Thirteen people have now died due to vaping-related illness in the U.S., with the most recent four from Mississippi, Florida, Georgia and Oregon. The Georgia death, the state’s first, was in a patient with a history of heavy nicotine vaping,but no reported THC vaping history,the Department of Public Health said. No details were given in the Florida death. Mississippi officials said only that a person under the age of 30 died from a vaping-related illness. In Oregon, the state Health Authority said the second death there was an individual who had been vaping cannabis products.
Cases of vaping-related lung illness in the U.S. have climbed to 805 as of Sept. 26, up from 530 the week before, the CDC said. The CDC on Friday said its investigation suggests, “THC products play a role in the outbreak.” In a briefing with reporters, the agency said 77% of the people reported using products containing THC, the ingredient in marijuana that makes users high. Still, agency officials said more information is needed.
Meanwhile, Walmart, the world’s largest retailer, said it would stop selling all e-cigarettes once existing inventory runs out, CNBC reported this month.
“Given the growing federal, state and local regulatory complexity and uncertainty regarding e-cigarettes, we plan to discontinue the sale of electronic nicotine delivery products at all Walmart and Sam’s Club U.S. locations,” the company said in a memo to local managers. “We will complete our exit after selling through current inventory.”
The 805 confirmed cases are from 46 states and one territory. The 13 deaths are from 10 states.
“No consistent e-cigarette product, additive, or brand has been identified in all cases,” she said.
The update comes as new data reveal the rate of vaping nicotine among teens has doubled in the past 2 years. According to the 2019 Monitoring the Future Survey, 25% of 12th graders, 20% of 10th graders, and 9% of eighth graders reported vaping nicotine in the past month.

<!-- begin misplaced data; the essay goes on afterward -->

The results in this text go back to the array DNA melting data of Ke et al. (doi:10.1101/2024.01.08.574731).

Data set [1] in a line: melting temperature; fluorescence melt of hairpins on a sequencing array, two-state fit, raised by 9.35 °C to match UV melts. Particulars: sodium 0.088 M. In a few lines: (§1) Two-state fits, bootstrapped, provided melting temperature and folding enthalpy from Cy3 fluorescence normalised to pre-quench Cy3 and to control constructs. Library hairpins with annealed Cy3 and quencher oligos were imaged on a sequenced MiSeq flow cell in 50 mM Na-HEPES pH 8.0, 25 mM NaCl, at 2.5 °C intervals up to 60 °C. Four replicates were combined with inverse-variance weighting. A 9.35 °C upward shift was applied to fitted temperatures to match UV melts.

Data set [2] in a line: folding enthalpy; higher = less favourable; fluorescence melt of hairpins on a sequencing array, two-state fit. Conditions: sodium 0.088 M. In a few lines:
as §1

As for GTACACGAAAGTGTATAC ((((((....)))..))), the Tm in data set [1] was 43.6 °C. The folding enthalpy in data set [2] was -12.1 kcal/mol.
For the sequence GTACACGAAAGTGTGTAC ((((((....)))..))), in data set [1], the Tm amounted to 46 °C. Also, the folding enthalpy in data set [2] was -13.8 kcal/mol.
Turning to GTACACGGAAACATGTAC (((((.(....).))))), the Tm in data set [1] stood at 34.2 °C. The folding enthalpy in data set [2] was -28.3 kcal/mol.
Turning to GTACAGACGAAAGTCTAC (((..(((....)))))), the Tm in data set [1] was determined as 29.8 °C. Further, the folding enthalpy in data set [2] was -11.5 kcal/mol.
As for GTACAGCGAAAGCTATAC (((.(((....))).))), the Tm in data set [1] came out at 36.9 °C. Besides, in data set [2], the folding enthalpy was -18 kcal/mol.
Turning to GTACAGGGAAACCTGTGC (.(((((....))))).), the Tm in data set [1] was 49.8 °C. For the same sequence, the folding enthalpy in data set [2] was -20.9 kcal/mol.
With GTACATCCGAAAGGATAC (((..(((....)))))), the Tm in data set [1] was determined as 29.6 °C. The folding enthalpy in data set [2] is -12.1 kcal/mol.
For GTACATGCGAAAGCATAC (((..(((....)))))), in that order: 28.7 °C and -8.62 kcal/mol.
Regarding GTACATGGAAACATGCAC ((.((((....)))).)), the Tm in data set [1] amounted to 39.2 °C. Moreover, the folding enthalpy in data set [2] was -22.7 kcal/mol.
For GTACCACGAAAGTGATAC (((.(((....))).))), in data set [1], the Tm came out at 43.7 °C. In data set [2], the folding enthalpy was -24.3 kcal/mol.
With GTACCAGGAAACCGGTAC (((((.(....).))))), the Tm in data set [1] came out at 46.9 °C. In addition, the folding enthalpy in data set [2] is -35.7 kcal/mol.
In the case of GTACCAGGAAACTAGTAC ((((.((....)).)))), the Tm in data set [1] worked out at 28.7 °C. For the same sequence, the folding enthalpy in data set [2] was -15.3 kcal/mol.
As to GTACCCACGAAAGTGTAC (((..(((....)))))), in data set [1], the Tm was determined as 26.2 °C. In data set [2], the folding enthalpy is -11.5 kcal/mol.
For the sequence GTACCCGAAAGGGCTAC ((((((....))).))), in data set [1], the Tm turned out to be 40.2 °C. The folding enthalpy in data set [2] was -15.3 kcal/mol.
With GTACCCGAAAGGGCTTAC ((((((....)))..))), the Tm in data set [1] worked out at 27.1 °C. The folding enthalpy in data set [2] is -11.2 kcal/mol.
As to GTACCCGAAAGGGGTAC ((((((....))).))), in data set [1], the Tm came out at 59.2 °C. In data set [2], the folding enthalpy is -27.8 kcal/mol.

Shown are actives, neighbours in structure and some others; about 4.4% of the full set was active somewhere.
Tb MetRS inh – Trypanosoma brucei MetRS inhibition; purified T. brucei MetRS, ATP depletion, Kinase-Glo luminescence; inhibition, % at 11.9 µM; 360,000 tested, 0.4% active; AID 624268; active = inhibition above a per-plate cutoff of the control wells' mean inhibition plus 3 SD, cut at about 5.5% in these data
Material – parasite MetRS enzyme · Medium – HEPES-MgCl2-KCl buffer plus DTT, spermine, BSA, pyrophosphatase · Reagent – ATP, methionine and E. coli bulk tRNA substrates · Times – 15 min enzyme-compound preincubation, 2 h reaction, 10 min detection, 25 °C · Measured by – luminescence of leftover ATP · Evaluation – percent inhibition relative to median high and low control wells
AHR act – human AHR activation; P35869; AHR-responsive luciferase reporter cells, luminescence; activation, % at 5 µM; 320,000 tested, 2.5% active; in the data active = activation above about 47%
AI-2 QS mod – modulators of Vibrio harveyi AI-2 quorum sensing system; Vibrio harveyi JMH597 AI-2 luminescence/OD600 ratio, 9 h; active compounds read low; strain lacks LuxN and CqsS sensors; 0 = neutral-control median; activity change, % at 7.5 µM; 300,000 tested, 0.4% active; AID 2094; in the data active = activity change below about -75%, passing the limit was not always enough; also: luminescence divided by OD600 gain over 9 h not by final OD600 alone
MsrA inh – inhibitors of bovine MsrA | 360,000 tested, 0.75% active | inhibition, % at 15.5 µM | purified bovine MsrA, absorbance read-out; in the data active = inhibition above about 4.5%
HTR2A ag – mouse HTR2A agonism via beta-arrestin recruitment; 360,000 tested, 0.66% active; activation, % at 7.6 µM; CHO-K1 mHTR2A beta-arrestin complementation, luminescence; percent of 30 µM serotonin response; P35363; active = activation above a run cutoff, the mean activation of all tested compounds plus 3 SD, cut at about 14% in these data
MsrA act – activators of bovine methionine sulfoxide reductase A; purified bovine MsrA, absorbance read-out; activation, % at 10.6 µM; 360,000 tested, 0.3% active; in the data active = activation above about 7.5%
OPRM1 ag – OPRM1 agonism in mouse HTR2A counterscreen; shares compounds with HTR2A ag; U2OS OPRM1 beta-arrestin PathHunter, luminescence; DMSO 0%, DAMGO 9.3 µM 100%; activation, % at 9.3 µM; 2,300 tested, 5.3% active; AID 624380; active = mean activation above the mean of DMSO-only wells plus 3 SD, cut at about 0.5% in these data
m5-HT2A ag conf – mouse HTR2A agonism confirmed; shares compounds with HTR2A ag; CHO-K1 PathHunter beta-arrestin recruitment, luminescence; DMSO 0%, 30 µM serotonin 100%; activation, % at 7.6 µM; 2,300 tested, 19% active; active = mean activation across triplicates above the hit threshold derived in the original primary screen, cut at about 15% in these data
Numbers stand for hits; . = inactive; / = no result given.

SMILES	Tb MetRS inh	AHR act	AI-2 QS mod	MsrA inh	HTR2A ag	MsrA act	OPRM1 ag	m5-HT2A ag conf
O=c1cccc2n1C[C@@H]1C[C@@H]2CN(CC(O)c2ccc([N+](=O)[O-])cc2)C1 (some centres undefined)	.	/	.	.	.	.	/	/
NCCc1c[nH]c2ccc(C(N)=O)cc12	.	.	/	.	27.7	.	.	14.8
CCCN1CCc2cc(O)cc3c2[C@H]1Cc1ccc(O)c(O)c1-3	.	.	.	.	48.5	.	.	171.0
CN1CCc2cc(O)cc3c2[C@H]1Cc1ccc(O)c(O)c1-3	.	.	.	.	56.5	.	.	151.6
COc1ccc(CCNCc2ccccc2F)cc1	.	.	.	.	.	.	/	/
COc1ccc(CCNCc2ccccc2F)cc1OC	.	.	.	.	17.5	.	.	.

For its investigation, the FDA has collected more than 150 vaping product samples, according to Mitch Zeller, JD, director of the FDA Center for Tobacco Products. The agency is analyzing the samples for a broad range of substances, including THC and other cannabinoids, opioids, cutting agents, pesticides, and other toxins.
The FDA’s enforcement arm — the Office of Criminal Investigations — has begun a parallel investigation, Zeller said. It will focus on the supply chain and figuring out what is making people sick.
He didn’t know when federal officials might determine which product or products are to blame.
“Identifying any product in the samples is just one piece of the puzzle,” he said.
Based on data on the cases so far, nearly three-quarters of the cases are male and more than half are under 25 years of age, Anne Schuchat, MD, principal deputy director of the CDC, said. Patients typically report coughing, shortness of breath, chest pain, nausea, vomiting, diarrhea, fever, and belly pain.
“Some have reported the use of e-cigarettes using only nicotine.” Others report using THC, or a combination, she said.
Patients may have been exposed to a variety of products, and some have been too ill to share information for the investigation, she said. A growing number of media companies are shunning vaping advertisements. Following the lead of CNN, which announced it will no longer run ads for vaping products, CBS, WarnerMedia, and Viacom are also pulling the plug on e-cigarette advertising. At least one state — New York — has banned the sale of flavored e-cigarettes, and Michigan is considering a similar ban. The Trump administration has also asked the FDA to ban the sale of non-tobacco-flavored e-cigarettes.
Meanwhile, the CEO of Juul Labs, the largest vaping product maker in the United States, announced he was stepping down and the company said it would stop all advertising. Federal officials again pleaded for people to stop vaping until they know more about what is triggering the lung injuries. Anyone with information is urged to report it to the online safety reporting portal for the FDA and National Institutes of Health, Zeller said, at www.safetyreporting.hhs.gov.